League in Los Angeles?

Robert Burgin Columnist

By , Robert Burgin is a Roar Expert

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    For 99 per cent of people reading this story, rugby league’s sole connection to Los Angeles is a 1987 State of Origin game largely remembered as a kind of athletic spoof movie.

    There was the overblown promotion, posters featuring a spear tackle, scenes of Peter Sterling struggling to burst on the field after being caught in a banner, and of course, Queensland’s questionable preparation and on-field effort.

    On surface value, there doesn’t seem to have been a great deal more to link the sport and the city – despite some valiant individual efforts behind the scenes.

    But with the Toronto Wolfpack going great guns this season and the USARL boasting 12 clubs on the East Coast, some riddles for rugby league beckon: Can the sport ever gain a following in the USA’s west? What will it take? What does the sport stand to gain?

    One of those with a positive mindset is Charlie Jones, the former Burleigh Bears player and Thailand rugby league pioneer who spent the last few year’s running LA Epic Club Crawls in Las Vegas and Los Angeles.

    “Most flights from Australia to America have to pass through the west coast,” says Jones, citing more than one million visits by Aussies to the USA in 2016.

    “If there was an established rugby league competition, I’m sure there would be a new Aussie crowd every weekend, on top of all the expats already living there.

    “Americans love rugby union, but most have never seen rugby league.

    “I went to a Toronto game and the crowd was insane, even though 80 per cent of people had no idea what they were watching.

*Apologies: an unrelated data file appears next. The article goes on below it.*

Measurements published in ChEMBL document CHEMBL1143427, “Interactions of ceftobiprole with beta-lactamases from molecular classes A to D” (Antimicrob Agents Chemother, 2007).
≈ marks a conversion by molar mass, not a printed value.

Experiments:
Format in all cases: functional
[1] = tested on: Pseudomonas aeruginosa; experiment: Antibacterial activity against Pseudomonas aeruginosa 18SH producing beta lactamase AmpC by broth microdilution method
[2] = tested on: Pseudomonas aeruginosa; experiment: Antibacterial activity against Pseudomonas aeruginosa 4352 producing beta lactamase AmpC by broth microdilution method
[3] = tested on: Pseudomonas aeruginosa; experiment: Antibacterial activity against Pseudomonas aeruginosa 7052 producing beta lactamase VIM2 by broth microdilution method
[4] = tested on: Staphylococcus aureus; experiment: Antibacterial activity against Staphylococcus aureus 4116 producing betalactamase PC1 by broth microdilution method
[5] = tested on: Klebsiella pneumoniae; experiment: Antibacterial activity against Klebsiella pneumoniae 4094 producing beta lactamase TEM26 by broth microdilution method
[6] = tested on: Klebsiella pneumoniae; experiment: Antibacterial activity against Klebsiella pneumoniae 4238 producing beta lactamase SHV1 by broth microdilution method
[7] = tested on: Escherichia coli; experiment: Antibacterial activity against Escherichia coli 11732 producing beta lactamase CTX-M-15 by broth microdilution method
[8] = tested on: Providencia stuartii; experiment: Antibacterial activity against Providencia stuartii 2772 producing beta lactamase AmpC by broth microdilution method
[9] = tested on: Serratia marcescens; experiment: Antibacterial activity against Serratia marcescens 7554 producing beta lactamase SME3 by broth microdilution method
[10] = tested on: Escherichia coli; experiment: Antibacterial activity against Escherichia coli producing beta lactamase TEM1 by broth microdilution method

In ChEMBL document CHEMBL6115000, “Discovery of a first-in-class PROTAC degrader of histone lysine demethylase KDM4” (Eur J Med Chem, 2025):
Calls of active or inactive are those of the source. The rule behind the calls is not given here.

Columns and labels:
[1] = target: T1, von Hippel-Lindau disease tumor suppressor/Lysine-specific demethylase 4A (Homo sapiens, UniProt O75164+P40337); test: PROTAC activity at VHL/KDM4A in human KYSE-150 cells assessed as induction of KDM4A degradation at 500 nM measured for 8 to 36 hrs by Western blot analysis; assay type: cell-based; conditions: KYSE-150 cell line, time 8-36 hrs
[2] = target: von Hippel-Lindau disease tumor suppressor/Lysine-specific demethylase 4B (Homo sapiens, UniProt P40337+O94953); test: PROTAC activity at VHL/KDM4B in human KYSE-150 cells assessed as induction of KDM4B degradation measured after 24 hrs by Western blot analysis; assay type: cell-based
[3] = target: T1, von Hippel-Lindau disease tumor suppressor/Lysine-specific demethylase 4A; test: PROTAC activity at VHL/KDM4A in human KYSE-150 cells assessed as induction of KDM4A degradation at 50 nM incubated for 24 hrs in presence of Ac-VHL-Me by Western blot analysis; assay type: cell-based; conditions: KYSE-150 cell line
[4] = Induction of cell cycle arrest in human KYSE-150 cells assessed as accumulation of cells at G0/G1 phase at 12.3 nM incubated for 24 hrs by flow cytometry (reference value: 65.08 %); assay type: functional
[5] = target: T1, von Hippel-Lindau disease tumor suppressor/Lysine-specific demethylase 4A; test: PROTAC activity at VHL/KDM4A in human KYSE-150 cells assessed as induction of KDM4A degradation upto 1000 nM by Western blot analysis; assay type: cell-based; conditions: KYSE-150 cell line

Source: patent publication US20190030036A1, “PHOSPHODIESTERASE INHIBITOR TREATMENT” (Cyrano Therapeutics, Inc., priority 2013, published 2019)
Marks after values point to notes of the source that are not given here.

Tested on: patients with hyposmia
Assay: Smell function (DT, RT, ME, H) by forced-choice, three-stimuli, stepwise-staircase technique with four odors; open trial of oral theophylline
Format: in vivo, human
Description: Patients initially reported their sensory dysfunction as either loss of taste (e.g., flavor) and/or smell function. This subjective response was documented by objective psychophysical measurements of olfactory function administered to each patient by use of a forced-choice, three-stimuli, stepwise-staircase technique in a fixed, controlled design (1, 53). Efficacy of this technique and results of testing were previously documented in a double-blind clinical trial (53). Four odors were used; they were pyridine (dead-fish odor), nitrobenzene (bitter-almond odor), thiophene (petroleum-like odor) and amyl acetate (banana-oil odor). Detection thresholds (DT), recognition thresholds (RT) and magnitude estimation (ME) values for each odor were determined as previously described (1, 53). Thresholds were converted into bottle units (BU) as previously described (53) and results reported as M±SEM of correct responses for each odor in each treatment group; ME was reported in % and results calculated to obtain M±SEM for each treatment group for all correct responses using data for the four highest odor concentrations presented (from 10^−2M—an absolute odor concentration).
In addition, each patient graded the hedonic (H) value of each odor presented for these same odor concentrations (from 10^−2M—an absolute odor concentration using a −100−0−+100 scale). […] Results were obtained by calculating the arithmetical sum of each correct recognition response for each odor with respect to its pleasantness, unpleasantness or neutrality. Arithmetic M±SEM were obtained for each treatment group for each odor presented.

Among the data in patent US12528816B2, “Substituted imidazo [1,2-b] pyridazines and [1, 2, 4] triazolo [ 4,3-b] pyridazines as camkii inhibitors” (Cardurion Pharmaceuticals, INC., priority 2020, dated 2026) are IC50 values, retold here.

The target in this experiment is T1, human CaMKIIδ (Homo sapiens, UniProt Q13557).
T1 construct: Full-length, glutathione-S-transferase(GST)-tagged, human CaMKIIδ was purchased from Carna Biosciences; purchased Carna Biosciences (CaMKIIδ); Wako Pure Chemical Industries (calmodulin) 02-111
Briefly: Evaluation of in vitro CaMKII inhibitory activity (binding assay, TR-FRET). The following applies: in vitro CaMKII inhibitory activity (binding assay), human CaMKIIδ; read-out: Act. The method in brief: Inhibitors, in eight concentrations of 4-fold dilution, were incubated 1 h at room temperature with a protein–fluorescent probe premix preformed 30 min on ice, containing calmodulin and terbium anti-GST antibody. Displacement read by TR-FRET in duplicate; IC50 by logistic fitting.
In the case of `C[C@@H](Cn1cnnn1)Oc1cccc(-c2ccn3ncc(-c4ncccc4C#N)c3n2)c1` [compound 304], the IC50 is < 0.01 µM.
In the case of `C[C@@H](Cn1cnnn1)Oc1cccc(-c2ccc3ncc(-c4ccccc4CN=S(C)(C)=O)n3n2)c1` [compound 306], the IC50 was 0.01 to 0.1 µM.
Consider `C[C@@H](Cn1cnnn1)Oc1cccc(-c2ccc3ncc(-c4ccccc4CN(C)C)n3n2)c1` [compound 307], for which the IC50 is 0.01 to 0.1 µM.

“The big hits, the atmosphere, the booze and entertainment made it well worth $20. I think the West Coast could be on another level.”

    So why hasn’t it happened already? And why hasn’t there been a single competitive rugby league game in California this year?

    As mentioned, there are USARL teams dotted along the East Coast, from Boston in the north to Tampa in the south.

    California is home to 40 million people contained in an area about half the size of New South Wales, with approximately ten million of those in Los Angeles county – the most populous county in all America and with a higher population than 42 US states.

    It’s a melting pot of cultures, home to remarkable athletes of many varieties, and attracts extroverts and innovators like bees to honey.

    If you were a rugby league strategist (if such a thing actually exists) you’d surely circle it on a map with a big red pen.

    Among those drawn to LA has been Brian Lowe, an Australian print and radio journalist who fell in love with the region after visiting in 1994 and found a way to move their four years later.

    He became a dedicated American commentators on both rugby codes, but has focused almost exclusively on league since 2010 – an odd occupation to hold in a city without a team.

    “Haha, yeah I do a lot of interviews by phone and email obviously,” says Lowe.

    “Rugby union has a very strong presence in California, but I do feel there’s a significant number of people who have had enough with the politics that occur in that game. There’s a lot of disenchantment and talk of financial issues.

    “I think California’s a great place to expand rugby league, but it does need time, effort and, yes, money.

    “The USA and Canada have been given the 2025 rugby league World Cup, so it would make sense to invest there beforehand.

    “You can’t do it half-arsed, basically.”

    One person you’ll hear Lowe and others regularly refer to in regards to Los Angeles and rugby league is Col Manners, the former Fairfax advertising worker and Coogee Dolphins player who quit his job to help encourage the sport abroad.